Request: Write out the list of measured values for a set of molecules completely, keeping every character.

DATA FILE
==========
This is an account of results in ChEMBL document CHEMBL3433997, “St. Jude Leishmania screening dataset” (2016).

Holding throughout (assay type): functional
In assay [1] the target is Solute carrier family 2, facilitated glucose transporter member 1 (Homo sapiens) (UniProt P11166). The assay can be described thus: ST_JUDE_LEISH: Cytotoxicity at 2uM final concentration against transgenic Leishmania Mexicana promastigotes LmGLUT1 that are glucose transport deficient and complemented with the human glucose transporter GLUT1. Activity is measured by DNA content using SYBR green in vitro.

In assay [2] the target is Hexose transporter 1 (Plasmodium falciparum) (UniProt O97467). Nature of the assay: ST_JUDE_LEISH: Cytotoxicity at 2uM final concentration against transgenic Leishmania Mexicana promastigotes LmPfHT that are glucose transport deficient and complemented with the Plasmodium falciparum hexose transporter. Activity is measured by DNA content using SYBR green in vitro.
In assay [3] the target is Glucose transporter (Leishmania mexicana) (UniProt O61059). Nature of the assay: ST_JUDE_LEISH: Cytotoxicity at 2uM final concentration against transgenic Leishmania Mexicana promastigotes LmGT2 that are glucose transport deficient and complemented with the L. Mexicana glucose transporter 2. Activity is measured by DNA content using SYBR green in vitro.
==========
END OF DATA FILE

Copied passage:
This is an account of results in ChEMBL document CHEMBL3433997, “St. Jude Leishmania screening dataset” (2016).

Holding throughout (assay type): functional
In assay [1] the target is Solute carrier family 2, facilitated glucose transporter member 1 (Homo sapiens) (UniProt P11166). The assay can be described thus: ST_JUDE_LEISH: Cytotoxicity at 2uM final concentration against transgenic Leishmania Mexicana promastigotes LmGLUT1 that are glucose transport deficient and complemented with the human glucose transporter GLUT1. Activity is measured by DNA content using SYBR green in vitro.

In assay [2] the target is Hexose transporter 1 (Plasmodium falciparum) (UniProt O97467). Nature of the assay: ST_JUDE_LEISH: Cytotoxicity at 2uM final concentration against transgenic Leishmania Mexicana promastigotes LmPfHT that are glucose transport deficient and complemented with the Plasmodium falciparum hexose transporter. Activity is measured by DNA content using SYBR green in vitro.
In assay [3] the target is Glucose transporter (Leishmania mexicana) (UniProt O61059). Nature of the assay: ST_JUDE_LEISH: Cytotoxicity at 2uM final concentration against transgenic Leishmania Mexicana promastigotes LmGT2 that are glucose transport deficient and complemented with the L. Mexicana glucose transporter 2. Activity is measured by DNA content using SYBR green in vitro.